11/21/2014, 00.00
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India, an open pit latrine that continues to kill thousands of children each year

In a world of some seven billion people, about 60 per cent of its residents without toilets live in India. Poor sanitation and hygiene as well as water pollution cause acute, often fatal diarrhoea and cholera. The government's Clean India campaign promises to solve the emergency, but ordinary Indians remains sceptical.

New Delhi (AsiaNews/Agencies) - In 2014, India remains the country with the highest rate of infant mortality from diseases related to the lack of sanitation. The South Asia nation accounts in fact for about 60 per cent of the planet's residents without public or private toilets, highest in the world.

Human and animal excrements end up in the fields, polluting ground water, crops and waterways, and causing diarrhoea and cholera, this according to a new report from the international development organisation WaterAid on World Toilet Day.

The United Nations, which designated 19 November as World Toilet Day to highlight sanitation as a developmental priority, says about 35 per cent - 2.5 billion of the planet's 7 billion people - live without basic sanitation facilities.

The young are bearing the brunt of this health and development crisis, which has claimed the lives of at least 10 million children under the age of five since 2000 because they have no access to a basic toilet

In India, the lack of sanitation costs 600,000 lives each year from diarrhoea. An estimated 1.1 million litres of excrement enters the Ganges River every minute.

Central to the problem is that for behavioural and other reasons, many in India with latrines do not use them, said Payal Hathi, associate director of the Research Institute for Compassionate Economics.

A recent study of 22,000 people in five Indian states found that in 56 per cent of the households surveyed, every member of the family was defecating in the open. Only 26 per cent of the households used latrines. In 40 per cent of the homes with an open latrine, at least one person does not use it.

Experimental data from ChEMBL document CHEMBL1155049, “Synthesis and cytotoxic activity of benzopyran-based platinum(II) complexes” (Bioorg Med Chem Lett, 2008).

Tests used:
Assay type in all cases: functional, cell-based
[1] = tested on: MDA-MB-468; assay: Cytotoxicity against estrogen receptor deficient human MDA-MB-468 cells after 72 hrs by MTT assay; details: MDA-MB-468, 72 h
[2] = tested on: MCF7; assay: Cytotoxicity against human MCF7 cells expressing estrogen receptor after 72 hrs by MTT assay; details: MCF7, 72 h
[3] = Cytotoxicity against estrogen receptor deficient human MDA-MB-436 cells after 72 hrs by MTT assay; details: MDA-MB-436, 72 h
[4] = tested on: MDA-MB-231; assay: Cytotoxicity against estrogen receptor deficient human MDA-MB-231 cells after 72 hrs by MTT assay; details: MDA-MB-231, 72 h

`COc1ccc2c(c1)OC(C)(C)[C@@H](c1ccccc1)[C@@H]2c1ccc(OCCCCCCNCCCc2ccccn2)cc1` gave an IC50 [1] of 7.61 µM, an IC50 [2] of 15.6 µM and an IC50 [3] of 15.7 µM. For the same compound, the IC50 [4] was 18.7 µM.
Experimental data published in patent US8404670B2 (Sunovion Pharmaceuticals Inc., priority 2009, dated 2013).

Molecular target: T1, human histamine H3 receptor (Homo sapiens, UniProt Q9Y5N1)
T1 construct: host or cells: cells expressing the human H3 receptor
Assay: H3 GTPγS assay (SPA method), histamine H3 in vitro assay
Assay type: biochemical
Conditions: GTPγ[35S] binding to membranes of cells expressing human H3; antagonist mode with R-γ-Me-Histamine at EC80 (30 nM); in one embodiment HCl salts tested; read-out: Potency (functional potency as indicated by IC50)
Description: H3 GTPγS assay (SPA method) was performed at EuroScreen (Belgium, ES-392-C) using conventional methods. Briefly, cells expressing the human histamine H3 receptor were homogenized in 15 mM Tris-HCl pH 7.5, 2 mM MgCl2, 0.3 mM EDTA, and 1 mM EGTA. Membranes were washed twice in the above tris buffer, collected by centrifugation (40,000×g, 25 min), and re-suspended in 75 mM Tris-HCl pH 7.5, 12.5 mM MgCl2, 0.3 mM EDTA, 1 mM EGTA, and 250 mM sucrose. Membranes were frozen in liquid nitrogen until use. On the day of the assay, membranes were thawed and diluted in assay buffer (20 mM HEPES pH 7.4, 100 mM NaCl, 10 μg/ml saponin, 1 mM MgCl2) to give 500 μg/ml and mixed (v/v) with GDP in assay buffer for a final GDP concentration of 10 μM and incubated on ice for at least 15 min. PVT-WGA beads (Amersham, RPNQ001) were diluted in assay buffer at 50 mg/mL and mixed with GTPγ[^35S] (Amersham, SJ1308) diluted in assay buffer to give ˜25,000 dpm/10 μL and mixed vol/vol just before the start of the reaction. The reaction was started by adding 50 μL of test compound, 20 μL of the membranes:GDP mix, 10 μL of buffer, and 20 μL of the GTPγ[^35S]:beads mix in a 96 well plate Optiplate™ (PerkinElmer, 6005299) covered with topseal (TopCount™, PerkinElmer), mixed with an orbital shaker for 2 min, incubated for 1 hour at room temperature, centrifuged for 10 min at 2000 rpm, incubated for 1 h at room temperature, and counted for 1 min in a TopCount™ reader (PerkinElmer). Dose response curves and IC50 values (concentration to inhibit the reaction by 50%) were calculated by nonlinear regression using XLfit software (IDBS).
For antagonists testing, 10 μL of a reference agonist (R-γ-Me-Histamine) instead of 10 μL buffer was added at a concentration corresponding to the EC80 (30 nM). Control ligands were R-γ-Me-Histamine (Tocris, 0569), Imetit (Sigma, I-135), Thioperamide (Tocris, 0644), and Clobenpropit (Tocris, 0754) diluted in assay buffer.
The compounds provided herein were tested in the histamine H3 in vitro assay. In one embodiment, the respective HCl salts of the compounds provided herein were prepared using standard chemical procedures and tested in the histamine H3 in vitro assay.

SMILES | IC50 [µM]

In order to improve sanitary conditions of the population, the central government launched a Clean India campaign last October, with promises to build toilets in every school and home within five years.

However, the institute expects more than half of the households to continue to defecate in the open even with the toilet-building programme because of cultural factors.

"Our survey shows deep-seated beliefs in the ideas about pollution and impurity," Hathi said. Many think that "having a toilet at home pollutes their home. Also, cleaning toilets and the pit dug for faeces has been connected to certain castes", namely Dalits (also known as untouchables).

This can explain why Prime Minister Narendra Modi's campaign has not yet generated a lot of traction among ordinary Indians, many of whom remain sceptical about its effectiveness.

Jayshree Lakhan, 54, is a Safai Karamchari, a street cleaner who lives in Panchsheel Nagar, one of the 25 colonies in Mumbai inhabited by garbage collectors like her. About 150 families have access to toilets but these are not connected to flushing water.

"For 62 years now, this and other BMC-owned quarters for safai karamcharis across Mumbai have had no water supply," the Indian Express writes.

"I keep hearing everywhere about Swachh Bharat Abhiyan and see photographs of celebrities with brooms," Jayshree said.

"I want Prime Minister Narendra Modi to confirm whether our colony comes inside India's borders. If you walk into our toilets, you will see that it doesn't."

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